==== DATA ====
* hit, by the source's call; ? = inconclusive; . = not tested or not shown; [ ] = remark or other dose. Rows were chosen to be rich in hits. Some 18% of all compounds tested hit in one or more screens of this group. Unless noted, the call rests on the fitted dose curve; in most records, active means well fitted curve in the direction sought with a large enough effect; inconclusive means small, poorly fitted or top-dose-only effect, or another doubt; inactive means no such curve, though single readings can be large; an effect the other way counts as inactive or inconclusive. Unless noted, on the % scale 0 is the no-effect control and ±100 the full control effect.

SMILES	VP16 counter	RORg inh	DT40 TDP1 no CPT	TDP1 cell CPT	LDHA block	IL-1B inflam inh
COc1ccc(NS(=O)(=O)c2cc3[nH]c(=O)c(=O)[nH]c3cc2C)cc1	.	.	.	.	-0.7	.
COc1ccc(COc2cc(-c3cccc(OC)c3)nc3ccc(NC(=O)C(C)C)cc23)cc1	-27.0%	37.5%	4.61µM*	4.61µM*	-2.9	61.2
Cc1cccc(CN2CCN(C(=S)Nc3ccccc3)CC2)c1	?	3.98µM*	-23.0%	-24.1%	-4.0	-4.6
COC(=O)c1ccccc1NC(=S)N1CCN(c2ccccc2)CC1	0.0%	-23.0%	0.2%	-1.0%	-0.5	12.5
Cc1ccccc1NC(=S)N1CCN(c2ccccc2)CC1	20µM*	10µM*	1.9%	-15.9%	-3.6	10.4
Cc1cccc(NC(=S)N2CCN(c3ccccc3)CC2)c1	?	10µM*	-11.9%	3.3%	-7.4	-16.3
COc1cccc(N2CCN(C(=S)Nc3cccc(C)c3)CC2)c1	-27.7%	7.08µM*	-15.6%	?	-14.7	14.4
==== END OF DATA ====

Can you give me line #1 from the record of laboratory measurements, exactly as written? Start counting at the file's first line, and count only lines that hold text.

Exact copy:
* hit, by the source's call; ? = inconclusive; . = not tested or not shown; [ ] = remark or other dose. Rows were chosen to be rich in hits. Some 18% of all compounds tested hit in one or more screens of this group. Unless noted, the call rests on the fitted dose curve; in most records, active means well fitted curve in the direction sought with a large enough effect; inconclusive means small, poorly fitted or top-dose-only effect, or another doubt; inactive means no such curve, though single readings can be large; an effect the other way counts as inactive or inconclusive. Unless noted, on the % scale 0 is the no-effect control and ±100 the full control effect.